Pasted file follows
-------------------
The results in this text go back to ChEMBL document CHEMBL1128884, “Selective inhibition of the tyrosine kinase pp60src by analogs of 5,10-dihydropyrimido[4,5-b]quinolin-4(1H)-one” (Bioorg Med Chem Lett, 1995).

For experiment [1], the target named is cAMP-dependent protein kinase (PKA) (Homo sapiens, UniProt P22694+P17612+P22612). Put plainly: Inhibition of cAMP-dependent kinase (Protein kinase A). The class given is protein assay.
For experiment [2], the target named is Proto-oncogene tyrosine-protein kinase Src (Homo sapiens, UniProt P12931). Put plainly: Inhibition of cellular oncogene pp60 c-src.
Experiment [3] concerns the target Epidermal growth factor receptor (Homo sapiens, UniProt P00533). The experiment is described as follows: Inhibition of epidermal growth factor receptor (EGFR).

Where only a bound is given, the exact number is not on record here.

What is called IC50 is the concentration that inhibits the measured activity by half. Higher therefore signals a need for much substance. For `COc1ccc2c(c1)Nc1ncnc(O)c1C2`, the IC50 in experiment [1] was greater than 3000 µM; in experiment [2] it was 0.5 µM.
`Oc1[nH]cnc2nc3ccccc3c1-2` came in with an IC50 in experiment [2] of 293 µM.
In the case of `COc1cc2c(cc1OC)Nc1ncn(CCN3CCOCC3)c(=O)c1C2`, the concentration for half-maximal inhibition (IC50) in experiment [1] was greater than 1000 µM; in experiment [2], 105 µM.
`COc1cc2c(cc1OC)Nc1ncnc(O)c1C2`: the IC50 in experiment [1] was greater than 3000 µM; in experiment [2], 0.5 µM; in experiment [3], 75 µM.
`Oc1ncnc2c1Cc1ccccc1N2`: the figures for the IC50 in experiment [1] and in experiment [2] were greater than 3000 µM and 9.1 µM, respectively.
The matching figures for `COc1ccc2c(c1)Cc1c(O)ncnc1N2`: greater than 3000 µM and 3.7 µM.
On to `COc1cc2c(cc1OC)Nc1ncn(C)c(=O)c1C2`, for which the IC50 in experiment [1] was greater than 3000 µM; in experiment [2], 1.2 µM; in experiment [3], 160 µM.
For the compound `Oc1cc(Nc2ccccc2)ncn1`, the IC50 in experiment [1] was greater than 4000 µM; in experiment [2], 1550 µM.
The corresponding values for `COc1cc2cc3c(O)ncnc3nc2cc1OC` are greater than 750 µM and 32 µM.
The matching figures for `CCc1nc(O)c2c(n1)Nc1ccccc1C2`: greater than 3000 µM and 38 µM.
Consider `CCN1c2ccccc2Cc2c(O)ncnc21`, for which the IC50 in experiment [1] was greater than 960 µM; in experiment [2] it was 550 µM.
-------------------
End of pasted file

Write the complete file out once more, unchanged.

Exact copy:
The results in this text go back to ChEMBL document CHEMBL1128884, “Selective inhibition of the tyrosine kinase pp60src by analogs of 5,10-dihydropyrimido[4,5-b]quinolin-4(1H)-one” (Bioorg Med Chem Lett, 1995).

For experiment [1], the target named is cAMP-dependent protein kinase (PKA) (Homo sapiens, UniProt P22694+P17612+P22612). Put plainly: Inhibition of cAMP-dependent kinase (Protein kinase A). The class given is protein assay.
For experiment [2], the target named is Proto-oncogene tyrosine-protein kinase Src (Homo sapiens, UniProt P12931). Put plainly: Inhibition of cellular oncogene pp60 c-src.
Experiment [3] concerns the target Epidermal growth factor receptor (Homo sapiens, UniProt P00533). The experiment is described as follows: Inhibition of epidermal growth factor receptor (EGFR).

Where only a bound is given, the exact number is not on record here.

What is called IC50 is the concentration that inhibits the measured activity by half. Higher therefore signals a need for much substance. For `COc1ccc2c(c1)Nc1ncnc(O)c1C2`, the IC50 in experiment [1] was greater than 3000 µM; in experiment [2] it was 0.5 µM.
`Oc1[nH]cnc2nc3ccccc3c1-2` came in with an IC50 in experiment [2] of 293 µM.
In the case of `COc1cc2c(cc1OC)Nc1ncn(CCN3CCOCC3)c(=O)c1C2`, the concentration for half-maximal inhibition (IC50) in experiment [1] was greater than 1000 µM; in experiment [2], 105 µM.
`COc1cc2c(cc1OC)Nc1ncnc(O)c1C2`: the IC50 in experiment [1] was greater than 3000 µM; in experiment [2], 0.5 µM; in experiment [3], 75 µM.
`Oc1ncnc2c1Cc1ccccc1N2`: the figures for the IC50 in experiment [1] and in experiment [2] were greater than 3000 µM and 9.1 µM, respectively.
The matching figures for `COc1ccc2c(c1)Cc1c(O)ncnc1N2`: greater than 3000 µM and 3.7 µM.
On to `COc1cc2c(cc1OC)Nc1ncn(C)c(=O)c1C2`, for which the IC50 in experiment [1] was greater than 3000 µM; in experiment [2], 1.2 µM; in experiment [3], 160 µM.
For the compound `Oc1cc(Nc2ccccc2)ncn1`, the IC50 in experiment [1] was greater than 4000 µM; in experiment [2], 1550 µM.
The corresponding values for `COc1cc2cc3c(O)ncnc3nc2cc1OC` are greater than 750 µM and 32 µM.
The matching figures for `CCc1nc(O)c2c(n1)Nc1ccccc1C2`: greater than 3000 µM and 38 µM.
Consider `CCN1c2ccccc2Cc2c(O)ncnc21`, for which the IC50 in experiment [1] was greater than 960 µM; in experiment [2] it was 550 µM.